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Choose the Homonyms that Fit

In this worksheet, students will find the word that matches all of its explanatory definitions, the word will be a homonym. This will build students’ vocabulary and comprehension skills.

'Choose the Homonyms that Fit' worksheet

Key stage:  KS 2

Curriculum topic:   Verbal Reasoning

Curriculum subtopic:   Multiple Meanings

Difficulty level:  

Worksheet Overview

QUESTION 1 of 10

Welcome word detective! You’re just in time to help us with the latest puzzle, what a stroke of luck!

 

What do you notice about the word stick in the two sentences below?

I threw the stick for my dog to chase.

I used the glue to stick the photos in my album.

 

We’ll give you a clue, the word stick means something completely different in each sentence!

 

Some words are spelled the same, but have more than one meaning. We call these homonyms.

 

For example, stick could mean a branch from a tree, or the act of gluing something down.

 

 

                          
 

Below are some different meanings for a word which is spelled the same (a homonym). 

 

The opposite of right.

Leaving something behind.

 

Which word do these sentences define?

a) down

b) around

c) beside 

d) left

 

The answer is left because it matches both of the meanings!


         

Let’s try another:

Being part of society.

One of the suits in a pack of cards.

 

Which word do these sentences define?

a) club

b) hammer

c) trunk

d) group

The answer is club as it matches both of the meanings! 

 

       

 

In this activity, you will need to be a homonym hunter and match words to their meanings.

 

Pssst! Here’s a handy hint to help you reach superstar status: you may want to use a dictionary for any words you find tricky. You can then write them down on a piece of paper and start your own collection of new words!

 

Hello, word detective, are you ready for an exciting challenge?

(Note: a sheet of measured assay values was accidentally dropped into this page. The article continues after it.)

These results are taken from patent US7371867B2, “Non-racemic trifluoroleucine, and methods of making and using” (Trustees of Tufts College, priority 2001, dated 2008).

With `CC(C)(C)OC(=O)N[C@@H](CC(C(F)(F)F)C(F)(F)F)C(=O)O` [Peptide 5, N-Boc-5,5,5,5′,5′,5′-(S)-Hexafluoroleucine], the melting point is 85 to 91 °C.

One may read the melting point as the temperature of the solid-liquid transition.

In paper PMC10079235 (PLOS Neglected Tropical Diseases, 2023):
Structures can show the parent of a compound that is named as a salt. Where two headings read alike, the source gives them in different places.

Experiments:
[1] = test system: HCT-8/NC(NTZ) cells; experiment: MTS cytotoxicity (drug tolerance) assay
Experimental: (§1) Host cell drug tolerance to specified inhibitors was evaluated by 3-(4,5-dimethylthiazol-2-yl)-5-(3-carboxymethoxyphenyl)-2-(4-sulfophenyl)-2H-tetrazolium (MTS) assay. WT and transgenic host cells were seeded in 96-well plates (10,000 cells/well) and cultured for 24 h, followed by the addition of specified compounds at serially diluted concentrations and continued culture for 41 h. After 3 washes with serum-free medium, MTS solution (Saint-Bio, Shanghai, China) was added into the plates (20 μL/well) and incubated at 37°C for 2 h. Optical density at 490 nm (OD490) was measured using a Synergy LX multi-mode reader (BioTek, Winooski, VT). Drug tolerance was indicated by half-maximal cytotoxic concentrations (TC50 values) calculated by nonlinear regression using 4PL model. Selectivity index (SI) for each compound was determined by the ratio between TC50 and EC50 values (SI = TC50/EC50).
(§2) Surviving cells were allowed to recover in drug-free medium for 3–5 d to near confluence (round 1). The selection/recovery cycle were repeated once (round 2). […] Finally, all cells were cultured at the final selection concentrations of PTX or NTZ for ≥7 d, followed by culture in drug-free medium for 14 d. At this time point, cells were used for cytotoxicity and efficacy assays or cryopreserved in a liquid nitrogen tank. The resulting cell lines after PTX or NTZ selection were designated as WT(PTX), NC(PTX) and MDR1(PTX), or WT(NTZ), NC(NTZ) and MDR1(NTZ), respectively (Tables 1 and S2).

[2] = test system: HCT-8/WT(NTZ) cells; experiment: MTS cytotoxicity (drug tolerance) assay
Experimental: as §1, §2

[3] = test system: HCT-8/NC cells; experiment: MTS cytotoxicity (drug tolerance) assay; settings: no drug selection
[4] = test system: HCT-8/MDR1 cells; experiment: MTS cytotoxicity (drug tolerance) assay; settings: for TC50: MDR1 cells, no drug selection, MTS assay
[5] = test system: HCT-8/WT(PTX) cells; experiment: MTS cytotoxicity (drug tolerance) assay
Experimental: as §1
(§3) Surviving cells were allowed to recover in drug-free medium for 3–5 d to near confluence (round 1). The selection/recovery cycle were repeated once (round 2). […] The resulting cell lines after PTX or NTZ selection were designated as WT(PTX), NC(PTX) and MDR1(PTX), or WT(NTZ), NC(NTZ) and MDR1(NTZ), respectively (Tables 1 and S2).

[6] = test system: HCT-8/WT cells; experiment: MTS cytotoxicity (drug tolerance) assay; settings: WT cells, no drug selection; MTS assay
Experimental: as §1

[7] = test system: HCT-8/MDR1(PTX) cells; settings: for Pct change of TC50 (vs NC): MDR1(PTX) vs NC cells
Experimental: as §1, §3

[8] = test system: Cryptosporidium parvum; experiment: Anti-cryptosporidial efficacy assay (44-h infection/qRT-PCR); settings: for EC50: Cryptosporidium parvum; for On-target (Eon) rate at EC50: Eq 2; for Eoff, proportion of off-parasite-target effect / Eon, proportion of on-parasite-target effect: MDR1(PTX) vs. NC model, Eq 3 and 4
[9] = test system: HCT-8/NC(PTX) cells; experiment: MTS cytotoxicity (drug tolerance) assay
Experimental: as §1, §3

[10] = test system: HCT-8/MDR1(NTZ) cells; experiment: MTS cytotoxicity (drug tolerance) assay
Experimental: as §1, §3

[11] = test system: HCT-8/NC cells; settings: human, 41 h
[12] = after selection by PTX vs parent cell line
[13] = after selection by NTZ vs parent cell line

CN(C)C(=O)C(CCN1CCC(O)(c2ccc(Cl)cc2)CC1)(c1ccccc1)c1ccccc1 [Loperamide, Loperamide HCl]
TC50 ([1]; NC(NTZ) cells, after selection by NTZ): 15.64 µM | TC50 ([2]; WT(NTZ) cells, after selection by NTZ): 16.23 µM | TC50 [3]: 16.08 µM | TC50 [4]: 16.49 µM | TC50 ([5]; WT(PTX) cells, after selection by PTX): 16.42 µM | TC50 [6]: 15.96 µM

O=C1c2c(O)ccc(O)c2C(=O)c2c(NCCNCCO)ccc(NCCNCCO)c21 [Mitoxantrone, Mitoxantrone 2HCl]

A log is part of a tree that has been cut off.

Which of the other definitions below also matches with the word log?

 

Burn

Record

Build

Cabin

Shelter

Select one of the words below, which matches with both of these definitions.

 

To be very serious.

The back of a ship.

 

Mast

Bow

Sail

Stern

Frown

Choose the homonym that fits with the meaning of both sets of words in the brackets below. 

 

(Own, Possess)

(Tunnel, Cave) 

 

Mine

Dig

Yours

Which of the words below have multiple meanings?

 

Check them all carefully as you don't know how many there will be!

 

Range

Many

Bill

Beak

Curtain

Drape

Select the most likely definition of handle next to each sentence below.

 

Choose from:

To hold (verb)

To cope

The part of an object that you grip

 

 To hold (verb)To copeThe part of an object that you grip
It was a difficult situation to handle
Be careful that the pan handle is not hot
We need to handle the kitten with care
Can you hang this sign on the handle?

Type the word below which matches with both of the following definitions.

 

An opening in a wall to pass items through.

A baby bird breaking out of its egg.

  

Choose the homonym that fits with the meaning of both sets of words in the brackets below. 

 

(Departs, Abandons)

(Pages, Sheets) 

 

Quits

Leaves

Papers

Choose the homonym that fits with the meaning of both sets of words in the brackets below. 

 

(Teacher, Trainer)

(Vehicle, Carriage)

 

Bus

Leader

Coach

Select the correct definitions for spare from the list below.

 

Check each option carefully as there may be more than one correct answer.

Not enough

Extra

Reserve

Harm

To not harm

To care for

Select the most likely definition of second next to each sentence below.

 

Choose from:

After the first